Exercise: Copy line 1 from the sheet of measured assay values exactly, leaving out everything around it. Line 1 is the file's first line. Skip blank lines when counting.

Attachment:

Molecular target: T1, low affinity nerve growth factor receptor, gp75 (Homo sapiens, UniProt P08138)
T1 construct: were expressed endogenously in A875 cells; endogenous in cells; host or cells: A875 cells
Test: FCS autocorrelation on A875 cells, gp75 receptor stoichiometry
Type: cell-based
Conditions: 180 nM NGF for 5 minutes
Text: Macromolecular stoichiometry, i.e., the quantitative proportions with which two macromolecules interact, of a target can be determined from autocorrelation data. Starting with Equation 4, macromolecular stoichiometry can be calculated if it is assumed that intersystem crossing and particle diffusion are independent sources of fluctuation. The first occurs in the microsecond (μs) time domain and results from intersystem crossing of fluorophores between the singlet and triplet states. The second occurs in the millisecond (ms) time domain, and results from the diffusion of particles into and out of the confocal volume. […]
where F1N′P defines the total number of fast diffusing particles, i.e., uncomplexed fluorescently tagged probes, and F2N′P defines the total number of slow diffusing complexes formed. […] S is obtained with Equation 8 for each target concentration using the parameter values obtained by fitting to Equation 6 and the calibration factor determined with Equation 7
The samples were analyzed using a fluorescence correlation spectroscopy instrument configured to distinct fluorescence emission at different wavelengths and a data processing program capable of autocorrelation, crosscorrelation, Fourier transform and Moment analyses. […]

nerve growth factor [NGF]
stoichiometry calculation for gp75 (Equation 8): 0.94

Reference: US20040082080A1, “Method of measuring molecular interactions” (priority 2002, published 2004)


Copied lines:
Molecular target: T1, low affinity nerve growth factor receptor, gp75 (Homo sapiens, UniProt P08138)